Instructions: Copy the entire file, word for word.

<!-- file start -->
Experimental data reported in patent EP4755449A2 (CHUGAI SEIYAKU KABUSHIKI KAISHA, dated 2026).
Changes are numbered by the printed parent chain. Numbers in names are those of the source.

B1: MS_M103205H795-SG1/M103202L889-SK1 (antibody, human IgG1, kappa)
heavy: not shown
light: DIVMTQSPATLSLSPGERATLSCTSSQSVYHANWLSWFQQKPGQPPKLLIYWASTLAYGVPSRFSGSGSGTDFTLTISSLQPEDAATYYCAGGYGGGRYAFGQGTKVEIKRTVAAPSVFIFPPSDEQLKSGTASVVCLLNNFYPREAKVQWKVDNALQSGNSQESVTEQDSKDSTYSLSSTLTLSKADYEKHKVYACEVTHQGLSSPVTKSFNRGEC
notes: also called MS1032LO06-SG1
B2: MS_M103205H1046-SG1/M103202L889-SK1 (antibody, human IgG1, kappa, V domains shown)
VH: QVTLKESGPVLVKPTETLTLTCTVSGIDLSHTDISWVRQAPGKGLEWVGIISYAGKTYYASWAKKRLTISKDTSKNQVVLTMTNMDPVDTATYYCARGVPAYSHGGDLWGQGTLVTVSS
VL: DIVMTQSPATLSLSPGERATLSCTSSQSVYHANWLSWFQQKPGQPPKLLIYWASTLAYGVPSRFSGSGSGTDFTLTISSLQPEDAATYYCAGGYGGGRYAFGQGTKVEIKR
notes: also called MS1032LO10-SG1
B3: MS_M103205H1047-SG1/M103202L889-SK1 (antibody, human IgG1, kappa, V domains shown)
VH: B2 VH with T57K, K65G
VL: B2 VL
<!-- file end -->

Experimental data reported in patent EP4755449A2 (CHUGAI SEIYAKU KABUSHIKI KAISHA, dated 2026).
Changes are numbered by the printed parent chain. Numbers in names are those of the source.

B1: MS_M103205H795-SG1/M103202L889-SK1 (antibody, human IgG1, kappa)
heavy: not shown
light: DIVMTQSPATLSLSPGERATLSCTSSQSVYHANWLSWFQQKPGQPPKLLIYWASTLAYGVPSRFSGSGSGTDFTLTISSLQPEDAATYYCAGGYGGGRYAFGQGTKVEIKRTVAAPSVFIFPPSDEQLKSGTASVVCLLNNFYPREAKVQWKVDNALQSGNSQESVTEQDSKDSTYSLSSTLTLSKADYEKHKVYACEVTHQGLSSPVTKSFNRGEC
notes: also called MS1032LO06-SG1
B2: MS_M103205H1046-SG1/M103202L889-SK1 (antibody, human IgG1, kappa, V domains shown)
VH: QVTLKESGPVLVKPTETLTLTCTVSGIDLSHTDISWVRQAPGKGLEWVGIISYAGKTYYASWAKKRLTISKDTSKNQVVLTMTNMDPVDTATYYCARGVPAYSHGGDLWGQGTLVTVSS
VL: DIVMTQSPATLSLSPGERATLSCTSSQSVYHANWLSWFQQKPGQPPKLLIYWASTLAYGVPSRFSGSGSGTDFTLTISSLQPEDAATYYCAGGYGGGRYAFGQGTKVEIKR
notes: also called MS1032LO10-SG1
B3: MS_M103205H1047-SG1/M103202L889-SK1 (antibody, human IgG1, kappa, V domains shown)
VH: B2 VH with T57K, K65G
VL: B2 VL